Mattioli’s Dioscorides illustrated by Cibo (Discorsi by Mattioli and Cibo)

Aro (Arum italicum), ff. 52v-53r

Italian lords-and-ladies (Arum italicum) ff, 52v-53r

Lords-and-ladies, called the lupha by the Syrians, has leaves like those of the dragon arum, but longer and less speckled, and has a reddish stem a palm long, like a pestle, from which the seed, which has the colour of saffron, grows. It has a white root like the dragon arum, but with a less strong flavour, and so it is used in cooking, as are its leaves, seasoned with salt. The dry leaves are also eaten, cooked by themselves. Its root, its seeds and its leaves have the same properties as those of the dragon arum. The root, applied as a poultice together with oxen dung, is particularly good for gout. The root is preserved like that of dragon arum and, since it has a less strong taste, is more often used in cooking. (f. 52v)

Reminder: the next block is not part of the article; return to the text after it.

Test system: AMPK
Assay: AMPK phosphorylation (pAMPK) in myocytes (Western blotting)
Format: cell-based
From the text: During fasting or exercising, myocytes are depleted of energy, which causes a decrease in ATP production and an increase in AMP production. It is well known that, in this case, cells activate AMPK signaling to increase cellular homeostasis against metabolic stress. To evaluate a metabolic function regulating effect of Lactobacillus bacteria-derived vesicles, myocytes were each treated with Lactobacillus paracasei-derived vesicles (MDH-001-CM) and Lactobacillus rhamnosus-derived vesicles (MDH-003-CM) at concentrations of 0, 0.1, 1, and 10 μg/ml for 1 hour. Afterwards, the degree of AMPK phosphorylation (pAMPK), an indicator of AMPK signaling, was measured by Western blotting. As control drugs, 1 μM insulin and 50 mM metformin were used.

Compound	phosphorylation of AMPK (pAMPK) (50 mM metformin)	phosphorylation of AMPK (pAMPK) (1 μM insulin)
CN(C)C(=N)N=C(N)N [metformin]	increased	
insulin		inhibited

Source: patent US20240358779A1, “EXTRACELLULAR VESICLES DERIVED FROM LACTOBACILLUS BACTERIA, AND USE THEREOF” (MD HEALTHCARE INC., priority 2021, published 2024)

This plant grows in cool places, often transformed by humans, and riparian forests in Italy, France, Spain, Great Britain, the Mediterranean region and western Asia. Its green parts contain an alkaloid, a glycoside and saponins. In herbal folk medicine it was used as a healing agent, to heal burns, as a purgative, and a remedy for colds. The grated plant is applied to soften calluses on the feet. In ancient times the starch obtained from its rhizomatous tuber was used to stiffen clothing. 

Ramón Morales Valverde

Real Jardín Botánico de Madrid

(Extract from the commentary volume of Mattioli's Dioscorides illustrated by Cibo)

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